Friday, November 10, 2006

Maureen Dowd Vs. Stewart and Colbert

Okay, I am NOT a fan of Maureen Dowd. But even for her, the Rolling Stone profile she does of Jon Stewart and Stephen Colbert is humorless and sad. Dowd begins by saying, "I thought Jon Stewart and Stephen Colbert might be a little nervous to meet with me. I was the real news commentator, after all, and they were the mock." And I think she really means it -- her happy surprise at finding them NOT cowed by her presence or trying to appear weighty is meant to be a compliment.

Dowd then allows that they all do the same thing -- use humor to tackle issues of the day, but shyly insists, "I think they do it better." Ya think? How gracious of you. She tastelessly wonders at one point if they became comics because of what happened when they were each ten years old (Stewart's parents went through an ugly divorce and Colbert's dad and two of his brothers died in a plane crash.) Yes, they're laughing on the outside because they're crying on the inside. But the article was over for me at the very beginning, when Dowd managed to ask an absurdly pompous question while working in a plug for her own catchphrase and book "Bushworld." Happily, Stewart skewers her immediately.
DOWD: A fake news show, "The Daily Show," spawned a fake commentator, Colbert, who makes his own fake reality defending the fake reality of a real president, and has government officials on who know the joke but are still willing to be mocked by someone fake. Your shows are like mirrors within mirrors, using a cycle of fakery to get to the truth. You've tapped into a sense in society that nothing, from reality shows to Bushworld, is real anymore. Do you guys ever get confused by your hall of mirrors?

STEWART: I didn't know we were going to have to be high to do this interview.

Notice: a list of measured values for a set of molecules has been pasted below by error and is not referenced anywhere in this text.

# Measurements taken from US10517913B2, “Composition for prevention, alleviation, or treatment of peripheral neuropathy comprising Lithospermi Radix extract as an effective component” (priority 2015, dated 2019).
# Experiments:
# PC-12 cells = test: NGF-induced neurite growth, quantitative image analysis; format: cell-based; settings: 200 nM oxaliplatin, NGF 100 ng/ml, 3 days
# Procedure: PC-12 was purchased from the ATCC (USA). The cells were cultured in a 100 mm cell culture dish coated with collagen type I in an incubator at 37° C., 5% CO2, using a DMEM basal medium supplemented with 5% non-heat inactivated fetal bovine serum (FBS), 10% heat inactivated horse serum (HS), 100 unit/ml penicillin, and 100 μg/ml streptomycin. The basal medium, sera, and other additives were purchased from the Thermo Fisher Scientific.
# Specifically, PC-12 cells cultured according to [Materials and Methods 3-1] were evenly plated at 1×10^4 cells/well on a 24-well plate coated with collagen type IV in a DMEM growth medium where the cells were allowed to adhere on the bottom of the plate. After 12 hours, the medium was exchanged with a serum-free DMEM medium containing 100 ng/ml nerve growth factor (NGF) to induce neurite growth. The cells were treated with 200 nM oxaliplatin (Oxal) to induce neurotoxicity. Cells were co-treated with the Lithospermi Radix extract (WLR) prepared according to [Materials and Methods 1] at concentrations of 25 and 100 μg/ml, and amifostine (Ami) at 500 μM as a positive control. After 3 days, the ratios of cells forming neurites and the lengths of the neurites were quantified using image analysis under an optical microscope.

4 comments:

girly said...

Yeah, I thought this was a pretty lazy, self-serving piece on MoDo's part, but to cut her a break, I had the impression that she had a short deadline. Nonetheless, most of the questions she asked were either: ones that a) Stewart and Colbert have answered a zillion times before or b) tactless and embarrassing (like the whole "they're funny because they're really miserable cliché" that you cited).

However, I thought the guys were really delightful, managing to give different spins to the same old questions and both revealing what seems to be their fundamental decency and genuine level-headedness. So I'm glad the piece is out there, after all.

Michael in New York said...

You're right -- I thought both Stewart and Colbert came off well. I even wondered about the politics of it, whether Stewart felt annoyed at having to share the cover w Colbert instead of being on it alone. (Being overshadowed by someone he gave a start to, etc.) Never underestimate the ego even of people we really like. And while I'm sure the Colbert-sees-him-as-big-bro angle is exaggerated, they both did seem very comfortable with each other. Did you think MoDo was joking when talking about how they might be intimidated by her? I'm sure there was irony there, but still....

I am not Star Jones said...

i think Ms. Dowd is very jealous, envious person and that's why she did the interview she did.

Short deadline is not the reason -- she just wanted to get her shots in while she could because

she will never have the cult status & reach of Stewart and Colbert and that kills her.

Michael in New York said...

She'll just have to settle for her Pulitzer. (I have to remind myself of that every once in a while.)